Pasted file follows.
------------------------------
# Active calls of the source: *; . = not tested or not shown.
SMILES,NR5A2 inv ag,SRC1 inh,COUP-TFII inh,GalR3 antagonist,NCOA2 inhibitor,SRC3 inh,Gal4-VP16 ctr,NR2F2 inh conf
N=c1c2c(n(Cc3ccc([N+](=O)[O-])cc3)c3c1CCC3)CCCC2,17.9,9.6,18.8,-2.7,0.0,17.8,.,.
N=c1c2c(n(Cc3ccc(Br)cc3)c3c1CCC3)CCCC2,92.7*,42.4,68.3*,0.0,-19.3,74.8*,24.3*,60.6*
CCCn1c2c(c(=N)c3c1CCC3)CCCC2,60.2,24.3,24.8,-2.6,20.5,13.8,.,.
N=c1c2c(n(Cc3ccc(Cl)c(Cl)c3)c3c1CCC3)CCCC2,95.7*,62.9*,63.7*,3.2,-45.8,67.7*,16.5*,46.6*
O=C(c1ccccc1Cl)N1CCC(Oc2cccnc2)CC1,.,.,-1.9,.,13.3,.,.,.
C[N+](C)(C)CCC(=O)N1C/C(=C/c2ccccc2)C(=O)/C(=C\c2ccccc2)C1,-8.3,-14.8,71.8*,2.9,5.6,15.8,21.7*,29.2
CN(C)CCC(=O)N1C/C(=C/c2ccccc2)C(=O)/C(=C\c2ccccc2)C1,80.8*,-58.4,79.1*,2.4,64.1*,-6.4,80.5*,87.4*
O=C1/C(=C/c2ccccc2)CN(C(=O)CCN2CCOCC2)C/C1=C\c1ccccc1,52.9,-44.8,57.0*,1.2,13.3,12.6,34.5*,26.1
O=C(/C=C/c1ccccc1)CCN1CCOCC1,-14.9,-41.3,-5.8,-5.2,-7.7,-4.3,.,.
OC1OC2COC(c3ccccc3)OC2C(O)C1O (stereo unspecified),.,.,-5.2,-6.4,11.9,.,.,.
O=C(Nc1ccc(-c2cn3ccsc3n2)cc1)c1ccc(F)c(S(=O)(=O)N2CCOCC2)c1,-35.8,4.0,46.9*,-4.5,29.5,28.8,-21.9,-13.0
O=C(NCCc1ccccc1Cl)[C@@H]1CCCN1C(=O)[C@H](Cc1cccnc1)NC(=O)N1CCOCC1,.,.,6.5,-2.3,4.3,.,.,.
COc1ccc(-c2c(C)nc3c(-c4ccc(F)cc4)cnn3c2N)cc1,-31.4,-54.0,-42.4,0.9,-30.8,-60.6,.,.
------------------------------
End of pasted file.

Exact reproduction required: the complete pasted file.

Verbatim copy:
# Active calls of the source: *; . = not tested or not shown.
SMILES,NR5A2 inv ag,SRC1 inh,COUP-TFII inh,GalR3 antagonist,NCOA2 inhibitor,SRC3 inh,Gal4-VP16 ctr,NR2F2 inh conf
N=c1c2c(n(Cc3ccc([N+](=O)[O-])cc3)c3c1CCC3)CCCC2,17.9,9.6,18.8,-2.7,0.0,17.8,.,.
N=c1c2c(n(Cc3ccc(Br)cc3)c3c1CCC3)CCCC2,92.7*,42.4,68.3*,0.0,-19.3,74.8*,24.3*,60.6*
CCCn1c2c(c(=N)c3c1CCC3)CCCC2,60.2,24.3,24.8,-2.6,20.5,13.8,.,.
N=c1c2c(n(Cc3ccc(Cl)c(Cl)c3)c3c1CCC3)CCCC2,95.7*,62.9*,63.7*,3.2,-45.8,67.7*,16.5*,46.6*
O=C(c1ccccc1Cl)N1CCC(Oc2cccnc2)CC1,.,.,-1.9,.,13.3,.,.,.
C[N+](C)(C)CCC(=O)N1C/C(=C/c2ccccc2)C(=O)/C(=C\c2ccccc2)C1,-8.3,-14.8,71.8*,2.9,5.6,15.8,21.7*,29.2
CN(C)CCC(=O)N1C/C(=C/c2ccccc2)C(=O)/C(=C\c2ccccc2)C1,80.8*,-58.4,79.1*,2.4,64.1*,-6.4,80.5*,87.4*
O=C1/C(=C/c2ccccc2)CN(C(=O)CCN2CCOCC2)C/C1=C\c1ccccc1,52.9,-44.8,57.0*,1.2,13.3,12.6,34.5*,26.1
O=C(/C=C/c1ccccc1)CCN1CCOCC1,-14.9,-41.3,-5.8,-5.2,-7.7,-4.3,.,.
OC1OC2COC(c3ccccc3)OC2C(O)C1O (stereo unspecified),.,.,-5.2,-6.4,11.9,.,.,.
O=C(Nc1ccc(-c2cn3ccsc3n2)cc1)c1ccc(F)c(S(=O)(=O)N2CCOCC2)c1,-35.8,4.0,46.9*,-4.5,29.5,28.8,-21.9,-13.0
O=C(NCCc1ccccc1Cl)[C@@H]1CCCN1C(=O)[C@H](Cc1cccnc1)NC(=O)N1CCOCC1,.,.,6.5,-2.3,4.3,.,.,.
COc1ccc(-c2c(C)nc3c(-c4ccc(F)cc4)cnn3c2N)cc1,-31.4,-54.0,-42.4,0.9,-30.8,-60.6,.,.